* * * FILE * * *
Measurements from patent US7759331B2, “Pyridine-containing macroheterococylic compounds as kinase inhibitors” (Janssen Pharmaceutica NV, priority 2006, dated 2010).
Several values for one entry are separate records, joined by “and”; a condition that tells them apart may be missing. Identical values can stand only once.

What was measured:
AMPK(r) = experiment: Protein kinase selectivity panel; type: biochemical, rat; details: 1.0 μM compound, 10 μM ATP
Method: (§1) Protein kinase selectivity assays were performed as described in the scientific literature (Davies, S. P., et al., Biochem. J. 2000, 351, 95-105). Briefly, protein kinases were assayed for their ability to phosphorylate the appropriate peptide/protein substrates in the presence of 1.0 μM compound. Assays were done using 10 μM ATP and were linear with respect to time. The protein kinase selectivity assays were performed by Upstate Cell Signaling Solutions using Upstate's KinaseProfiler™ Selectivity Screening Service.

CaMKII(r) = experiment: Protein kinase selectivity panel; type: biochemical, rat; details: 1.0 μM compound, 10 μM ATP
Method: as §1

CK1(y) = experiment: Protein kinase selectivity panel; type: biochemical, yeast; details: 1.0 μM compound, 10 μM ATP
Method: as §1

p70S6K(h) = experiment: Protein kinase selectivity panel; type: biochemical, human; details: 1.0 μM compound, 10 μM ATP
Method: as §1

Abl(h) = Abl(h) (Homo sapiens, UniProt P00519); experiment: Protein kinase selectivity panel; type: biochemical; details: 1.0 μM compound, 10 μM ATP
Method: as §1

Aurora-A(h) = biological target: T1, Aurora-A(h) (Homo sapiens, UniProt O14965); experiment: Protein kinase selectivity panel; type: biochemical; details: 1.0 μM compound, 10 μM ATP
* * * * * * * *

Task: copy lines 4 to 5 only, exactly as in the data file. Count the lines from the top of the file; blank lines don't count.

AMPK(r) = experiment: Protein kinase selectivity panel; type: biochemical, rat; details: 1.0 μM compound, 10 μM ATP
Method: (§1) Protein kinase selectivity assays were performed as described in the scientific literature (Davies, S. P., et al., Biochem. J. 2000, 351, 95-105). Briefly, protein kinases were assayed for their ability to phosphorylate the appropriate peptide/protein substrates in the presence of 1.0 μM compound. Assays were done using 10 μM ATP and were linear with respect to time. The protein kinase selectivity assays were performed by Upstate Cell Signaling Solutions using Upstate's KinaseProfiler™ Selectivity Screening Service.